ANyway, I am rambling. Without immigration, legal or otherwise, there would not be Orthodoxy in North America.

My point. My grandfather, though illegal, contributed to his country, his people and his church in the USA. He paid his taxes, never was arrested, learned English, contributed to the church and was an upstanding citizen in his community. He was not alone as there were many like him from southern and eastern Europe, granted mostly all white and Christian (Orthodox and Catholic mostly).

Here's where I have mixed feling and maybe xenophobia. The new immigrants are not like this. I have no objection to keeping your own faith, but they insist on keeping their own language. Are they legal or illigal? I am sure many are seeking economic betterment. But mixed in with the good are there bad elements. I am sure there are. In my grandfather's time many immigrants came from eastenrn Eurpoe with socialist ideas and philosphies. Was this so bad.

I don't know and am thinking out loud. If there were only a better way to weed out the good from the bad and to enforce laws of immigration.  AS LONG AS THE US, CANADA, AUSTRALIA, EU, etc. are thriving economically, immigrants will seek to come to these countries. How many immigrants defect to less prosperous nations?
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« Reply #6 on: June 12, 2006, 10:46:45 AM »

The West is (original word deleted and replaced with....) doomed.
« Last Edit: June 12, 2006, 11:02:08 AM by chris » Logged
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« Reply #7 on: June 12, 2006, 12:13:15 PM »

Yeah. That's what I meant to say!  Grin
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« Reply #8 on: June 12, 2006, 03:39:19 PM »

I have no objection to keeping your own faith, but they insist on keeping their own language.

It would be immensely boring if all one heard on the street in the U.S. were English. I like being able to practise Spanish, Bulgarian, Romanian, Russian, etc. when I go into a store when I'm in Chicago. We need more language diversity in the U.S., not less. And instead of ranting about people retaining something that makes life good and interesting, their languages, it would be better to concentrate on the only real problem with immigration: Muslim extremism.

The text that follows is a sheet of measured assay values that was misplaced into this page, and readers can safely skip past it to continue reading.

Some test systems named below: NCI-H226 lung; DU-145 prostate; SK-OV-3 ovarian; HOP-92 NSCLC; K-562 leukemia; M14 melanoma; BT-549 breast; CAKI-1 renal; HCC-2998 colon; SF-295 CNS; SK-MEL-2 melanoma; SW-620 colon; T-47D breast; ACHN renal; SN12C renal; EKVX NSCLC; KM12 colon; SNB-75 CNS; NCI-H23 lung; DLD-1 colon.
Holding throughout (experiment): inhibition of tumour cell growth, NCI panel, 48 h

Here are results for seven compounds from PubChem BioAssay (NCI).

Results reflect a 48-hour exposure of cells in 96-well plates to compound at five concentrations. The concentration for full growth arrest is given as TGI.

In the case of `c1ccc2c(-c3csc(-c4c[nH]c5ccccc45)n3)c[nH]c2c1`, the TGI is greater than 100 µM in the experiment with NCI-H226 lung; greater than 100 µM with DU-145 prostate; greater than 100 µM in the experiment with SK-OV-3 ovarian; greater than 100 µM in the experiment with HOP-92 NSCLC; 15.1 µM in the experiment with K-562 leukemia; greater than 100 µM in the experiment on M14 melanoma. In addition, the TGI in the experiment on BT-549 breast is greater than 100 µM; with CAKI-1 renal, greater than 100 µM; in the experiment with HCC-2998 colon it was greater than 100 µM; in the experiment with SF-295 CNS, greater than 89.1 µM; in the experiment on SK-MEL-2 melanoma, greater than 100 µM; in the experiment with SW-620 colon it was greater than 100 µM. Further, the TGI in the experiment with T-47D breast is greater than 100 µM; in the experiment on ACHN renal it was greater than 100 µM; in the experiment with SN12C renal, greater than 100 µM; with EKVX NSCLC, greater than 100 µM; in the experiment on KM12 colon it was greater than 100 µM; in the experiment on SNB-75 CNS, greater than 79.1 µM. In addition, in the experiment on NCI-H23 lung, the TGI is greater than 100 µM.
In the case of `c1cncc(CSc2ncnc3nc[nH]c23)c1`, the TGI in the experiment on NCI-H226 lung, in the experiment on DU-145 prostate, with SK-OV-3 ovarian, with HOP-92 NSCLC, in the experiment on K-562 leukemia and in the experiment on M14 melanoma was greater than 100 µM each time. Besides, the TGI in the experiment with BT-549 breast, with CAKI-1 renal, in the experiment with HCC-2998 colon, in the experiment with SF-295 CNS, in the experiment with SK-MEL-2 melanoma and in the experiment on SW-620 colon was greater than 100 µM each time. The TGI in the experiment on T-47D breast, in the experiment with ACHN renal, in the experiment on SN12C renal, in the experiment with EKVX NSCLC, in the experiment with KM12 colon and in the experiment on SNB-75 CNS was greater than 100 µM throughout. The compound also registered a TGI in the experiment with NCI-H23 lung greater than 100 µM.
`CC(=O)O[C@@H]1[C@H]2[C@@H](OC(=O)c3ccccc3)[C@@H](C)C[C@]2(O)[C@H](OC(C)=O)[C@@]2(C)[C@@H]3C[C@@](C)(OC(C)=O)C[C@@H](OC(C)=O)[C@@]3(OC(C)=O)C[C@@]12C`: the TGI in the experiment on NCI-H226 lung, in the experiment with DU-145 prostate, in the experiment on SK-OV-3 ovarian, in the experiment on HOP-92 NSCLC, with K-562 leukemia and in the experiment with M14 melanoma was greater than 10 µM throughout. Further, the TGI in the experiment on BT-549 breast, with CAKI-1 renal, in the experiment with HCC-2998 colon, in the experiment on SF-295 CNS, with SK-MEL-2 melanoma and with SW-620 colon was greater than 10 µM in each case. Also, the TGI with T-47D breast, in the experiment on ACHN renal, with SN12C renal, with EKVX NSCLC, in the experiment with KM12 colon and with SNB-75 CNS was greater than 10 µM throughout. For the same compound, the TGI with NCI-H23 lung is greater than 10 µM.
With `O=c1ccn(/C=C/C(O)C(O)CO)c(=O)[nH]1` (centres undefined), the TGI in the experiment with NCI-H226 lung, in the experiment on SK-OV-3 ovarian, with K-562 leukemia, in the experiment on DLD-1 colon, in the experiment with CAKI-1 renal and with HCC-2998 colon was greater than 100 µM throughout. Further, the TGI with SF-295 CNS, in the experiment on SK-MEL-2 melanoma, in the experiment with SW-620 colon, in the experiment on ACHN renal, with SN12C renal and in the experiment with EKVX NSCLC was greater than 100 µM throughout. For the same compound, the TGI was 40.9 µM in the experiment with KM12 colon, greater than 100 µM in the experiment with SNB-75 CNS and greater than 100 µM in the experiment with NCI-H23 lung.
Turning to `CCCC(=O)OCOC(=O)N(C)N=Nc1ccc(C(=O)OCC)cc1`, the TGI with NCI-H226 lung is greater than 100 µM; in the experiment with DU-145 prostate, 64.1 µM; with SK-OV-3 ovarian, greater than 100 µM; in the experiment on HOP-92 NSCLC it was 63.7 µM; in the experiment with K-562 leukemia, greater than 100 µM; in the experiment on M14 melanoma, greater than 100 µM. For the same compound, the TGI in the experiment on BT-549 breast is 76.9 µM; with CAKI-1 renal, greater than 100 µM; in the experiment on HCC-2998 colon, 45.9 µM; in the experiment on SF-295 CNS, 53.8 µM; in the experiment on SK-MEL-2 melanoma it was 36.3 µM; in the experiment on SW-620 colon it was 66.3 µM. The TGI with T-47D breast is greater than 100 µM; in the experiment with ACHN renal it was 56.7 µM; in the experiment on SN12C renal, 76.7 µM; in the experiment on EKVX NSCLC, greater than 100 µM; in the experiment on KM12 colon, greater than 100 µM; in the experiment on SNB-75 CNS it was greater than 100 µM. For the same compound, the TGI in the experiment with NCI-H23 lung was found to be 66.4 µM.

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« Reply #9 on: June 12, 2006, 04:18:59 PM »

It would be immensely boring if all one heard on the street in the U.S. were English. I like being able to practise Spanish, Bulgarian, Romanian, Russian, etc. when I go into a store when I'm in Chicago. We need more language diversity in the U.S., not less. And instead of ranting about people retaining something that makes life good and interesting, their languages, it would be better to concentrate on the only real problem with immigration: Muslim extremism.
Yea... I have romanian friends, russian friends etc... and I love to hear them speak with their family in their native tongue.I also pick up some useful phrases or sentances. I think its a non-debatable facts that the more languages you know, the better.
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« Reply #10 on: June 12, 2006, 04:49:25 PM »

OK

I am not against keeping your own language and using it in your ethnic neighborhood and church, etc.  But learn English to conduct business!
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« Reply #11 on: June 12, 2006, 05:27:08 PM »

My family has been here almost 300 years on the one side, only 90 on the other.  We speak English (they gave up German long ago).  I personally don't see why we can't have an official language or two, most of the countries in Europe and elsewhere do.  But heaven forbid the US should make a declaration like that because then it makes us all racist.  Having an official language doesn't mean you can't speak your own. Immigration is crucial to the contiuation of any country, but heck, if I moved to another country you can bet I'd be expected to learn at least enough of that country's language to get by.
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« Reply #12 on: June 12, 2006, 06:30:19 PM »

I personally don't see why we can't have an official language or two, most of the countries in Europe and elsewhere do.  But heaven forbid the US should make a declaration like that because then it makes us all racist.  Having an official language doesn't mean you can't speak your own.

If a language isn't official, it doesn't get state support and its speakers can't have their own schools. Without schooling in the language, the language can die. This has happened with many languages in Europe, such as Occitan, Rusyn, and (in some places) Romani. The official language laws of Europe have been used more often by the majority to kill undesirable minority languages than to ensure that all can communicate in some country-wide lingua franca. America doesn't need that.
« Last Edit: June 12, 2006, 06:34:04 PM by CRCulver » Logged
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« Reply #13 on: June 18, 2006, 12:56:00 AM »

Well, no one answered my question.  I was asking about Fr. Leonid's article, and the questions it raises.

Think post-Soviet world, think post-soviet migration, think chaos in Great Britain's Orthodox world.  This raises the question: how does the Church deal with this issue, the issue of mass emigration throughout the world?  The large groups of Russians, Romanians, Serbs, etc.  It seems to me, going to a Russian (OCA 4 ever!) parish that Russians kinda transient there way.  Now, I'm big on being a sojurning Christian, but not in that way, at least not for me.

Thoughts?